New Delhi, Oct. 30: The legal wrangle over the use of limited mobility by fixed-line operators continues with the Supreme Court adjourning hearing for the third time today. The next hearing has been scheduled for end-November.
The limited mobility issue has now been hotly debated over the past two years. The court will hear counsel for the cellular industry, fixed line operators and the government for three days, on November 20, 21 and 26.
The bench, comprising Chief Justice-designate G.B Patnaik, H. K Sema and S. B Sinha, observed that the case needs day-to-day-hearing. The court turned down the request of P. Chidambaram, the counsel for cellular operators, for interim relief and observed that “they have the powers to moderate the relief.” Legal eagles believe that this is an important observation by the judges since it opens up an opportunity for both parties to represent their views afresh. It will also ensure that they do not have to stick to the order passed by Telecom Dispute Settlement Appellate Tribunal (TDSAT).
Earlier, the court indicated it will hold two days of continuous hearings on October 30 and 31, but decided to adjourn the case to allow all parties to be heard simultaneously.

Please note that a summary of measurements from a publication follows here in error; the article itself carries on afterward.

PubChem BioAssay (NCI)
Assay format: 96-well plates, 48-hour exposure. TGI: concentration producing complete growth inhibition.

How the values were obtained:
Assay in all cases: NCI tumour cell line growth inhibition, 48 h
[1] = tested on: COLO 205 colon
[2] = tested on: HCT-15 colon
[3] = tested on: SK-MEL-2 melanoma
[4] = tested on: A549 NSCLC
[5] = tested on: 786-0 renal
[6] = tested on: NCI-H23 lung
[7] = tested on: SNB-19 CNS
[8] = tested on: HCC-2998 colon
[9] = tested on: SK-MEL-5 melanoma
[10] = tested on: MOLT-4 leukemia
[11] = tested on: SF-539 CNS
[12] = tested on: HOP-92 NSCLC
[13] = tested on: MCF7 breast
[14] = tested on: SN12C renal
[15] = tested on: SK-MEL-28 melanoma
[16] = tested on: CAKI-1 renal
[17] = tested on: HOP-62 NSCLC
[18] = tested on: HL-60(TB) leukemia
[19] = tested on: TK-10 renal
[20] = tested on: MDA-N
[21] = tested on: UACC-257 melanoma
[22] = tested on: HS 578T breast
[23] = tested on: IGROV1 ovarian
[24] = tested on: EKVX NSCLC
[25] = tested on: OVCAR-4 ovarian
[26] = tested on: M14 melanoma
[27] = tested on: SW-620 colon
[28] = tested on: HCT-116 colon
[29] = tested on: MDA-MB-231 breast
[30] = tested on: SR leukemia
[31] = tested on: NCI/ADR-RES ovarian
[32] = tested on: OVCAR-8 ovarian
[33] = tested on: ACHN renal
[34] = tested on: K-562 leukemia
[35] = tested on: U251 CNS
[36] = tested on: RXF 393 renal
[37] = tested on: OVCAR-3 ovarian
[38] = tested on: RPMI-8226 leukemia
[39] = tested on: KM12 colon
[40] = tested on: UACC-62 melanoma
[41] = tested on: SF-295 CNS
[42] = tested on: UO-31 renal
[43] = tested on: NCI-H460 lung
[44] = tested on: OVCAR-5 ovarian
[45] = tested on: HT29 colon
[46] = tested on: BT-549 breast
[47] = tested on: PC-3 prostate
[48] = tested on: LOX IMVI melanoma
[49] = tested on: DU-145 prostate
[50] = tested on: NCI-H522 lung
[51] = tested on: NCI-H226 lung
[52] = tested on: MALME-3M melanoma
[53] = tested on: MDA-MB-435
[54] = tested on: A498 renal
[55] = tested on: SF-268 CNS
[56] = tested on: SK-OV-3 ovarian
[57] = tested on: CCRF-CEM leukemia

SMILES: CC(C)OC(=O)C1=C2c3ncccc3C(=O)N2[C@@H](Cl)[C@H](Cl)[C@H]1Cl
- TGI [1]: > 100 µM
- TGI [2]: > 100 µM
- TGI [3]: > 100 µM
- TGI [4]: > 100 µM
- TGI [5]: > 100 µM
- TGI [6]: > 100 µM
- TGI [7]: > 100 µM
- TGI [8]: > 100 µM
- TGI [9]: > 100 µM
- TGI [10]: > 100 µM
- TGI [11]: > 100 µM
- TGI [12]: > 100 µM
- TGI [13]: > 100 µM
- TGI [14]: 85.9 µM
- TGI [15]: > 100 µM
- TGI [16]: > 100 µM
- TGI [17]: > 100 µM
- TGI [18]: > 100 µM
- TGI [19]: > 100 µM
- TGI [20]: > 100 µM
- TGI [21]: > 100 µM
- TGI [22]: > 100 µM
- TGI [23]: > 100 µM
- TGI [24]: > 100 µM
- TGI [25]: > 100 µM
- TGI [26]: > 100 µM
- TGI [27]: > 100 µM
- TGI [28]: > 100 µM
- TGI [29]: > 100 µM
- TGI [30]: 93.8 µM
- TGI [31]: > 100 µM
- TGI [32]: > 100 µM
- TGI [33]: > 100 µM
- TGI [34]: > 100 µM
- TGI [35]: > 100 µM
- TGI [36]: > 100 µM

The cellular operators were represented by a battery of lawyers led by P. Chidambaram, Ram Jethmalani, C. S Vaidyanathan and Manjul Vajpayee. The government was represented by additional solicitor general Soli Sorabjee and fixed-line operators by Abhishek Singhvi and Ramjee Srinivasan. Counsel for a public interest litigation filed for the introduction of WiLL (wireless in local loop) was represented by Ashok Desai.
In March this year, TDSAT had dismissed the petition filed by cellular operators who were objecting to the idea of granting fixed-line service providers a facility that had the potential of knocking them out of business. The cellular operators had moved Supreme Court, challenging the judgement passed by TDSAT in March.
Currently, Bharat Sanchar Nigam Ltd, Mahanagar Telephone Nigam Ltd and a few fixed-line private operators are offering limited mobility using an old system that ensures mobility within a radius 25 kilometres.
In Europe and a few south-east Asian countries like South Korea, equipment have been installed by the telecom companies to allow a subscriber to make calls up to 250 kilometres, using a technology called code division multiple access (CDMA) using wireless in local loop system.
There is a huge market up for grabs in India for companies like US-based Qualcomm, which is a major supplier of wireless in local-loop equipment based on CDMA.
Along with major fixed-line operators like the government-owned Bharat Sanchar Nigam, Mahanagar Telephone Nigam, private players like Reliance Telecom, Bharti, Telenet, HFCL, Tata Teleservices, Hughes Telecom, and Shyam Telecom use the technology.
The Cellular Operators Association of India (COAI) contends that if WiLL mobility for fixed-line operators is allowed, it will deliver a disastrous blow to investor confidence in the telecom sector and will impact investments of over Rs 20,000 crore that have been made in the cellular industry.